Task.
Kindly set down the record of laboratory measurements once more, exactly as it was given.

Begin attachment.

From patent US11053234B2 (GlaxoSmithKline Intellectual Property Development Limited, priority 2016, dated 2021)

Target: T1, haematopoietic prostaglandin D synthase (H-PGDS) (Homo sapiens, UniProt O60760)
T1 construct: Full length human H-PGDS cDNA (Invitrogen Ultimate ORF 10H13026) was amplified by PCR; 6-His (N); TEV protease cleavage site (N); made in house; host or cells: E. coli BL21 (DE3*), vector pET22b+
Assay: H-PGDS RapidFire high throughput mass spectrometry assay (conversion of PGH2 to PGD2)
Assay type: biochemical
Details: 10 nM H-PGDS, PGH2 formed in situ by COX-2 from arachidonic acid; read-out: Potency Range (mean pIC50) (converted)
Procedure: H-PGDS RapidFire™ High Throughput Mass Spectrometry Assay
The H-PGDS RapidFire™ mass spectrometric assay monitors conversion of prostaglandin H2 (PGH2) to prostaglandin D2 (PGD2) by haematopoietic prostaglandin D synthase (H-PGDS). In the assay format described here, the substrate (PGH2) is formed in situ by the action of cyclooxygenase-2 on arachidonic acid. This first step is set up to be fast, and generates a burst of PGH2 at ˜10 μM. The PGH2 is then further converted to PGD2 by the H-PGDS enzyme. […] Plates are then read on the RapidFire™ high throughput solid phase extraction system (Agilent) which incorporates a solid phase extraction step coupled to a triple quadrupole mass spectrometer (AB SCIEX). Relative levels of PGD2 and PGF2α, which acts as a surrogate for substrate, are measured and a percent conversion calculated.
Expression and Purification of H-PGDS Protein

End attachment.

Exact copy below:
From patent US11053234B2 (GlaxoSmithKline Intellectual Property Development Limited, priority 2016, dated 2021)

Target: T1, haematopoietic prostaglandin D synthase (H-PGDS) (Homo sapiens, UniProt O60760)
T1 construct: Full length human H-PGDS cDNA (Invitrogen Ultimate ORF 10H13026) was amplified by PCR; 6-His (N); TEV protease cleavage site (N); made in house; host or cells: E. coli BL21 (DE3*), vector pET22b+
Assay: H-PGDS RapidFire high throughput mass spectrometry assay (conversion of PGH2 to PGD2)
Assay type: biochemical
Details: 10 nM H-PGDS, PGH2 formed in situ by COX-2 from arachidonic acid; read-out: Potency Range (mean pIC50) (converted)
Procedure: H-PGDS RapidFire™ High Throughput Mass Spectrometry Assay
The H-PGDS RapidFire™ mass spectrometric assay monitors conversion of prostaglandin H2 (PGH2) to prostaglandin D2 (PGD2) by haematopoietic prostaglandin D synthase (H-PGDS). In the assay format described here, the substrate (PGH2) is formed in situ by the action of cyclooxygenase-2 on arachidonic acid. This first step is set up to be fast, and generates a burst of PGH2 at ˜10 μM. The PGH2 is then further converted to PGD2 by the H-PGDS enzyme. […] Plates are then read on the RapidFire™ high throughput solid phase extraction system (Agilent) which incorporates a solid phase extraction step coupled to a triple quadrupole mass spectrometer (AB SCIEX). Relative levels of PGD2 and PGF2α, which acts as a surrogate for substrate, are measured and a percent conversion calculated.
Expression and Purification of H-PGDS Protein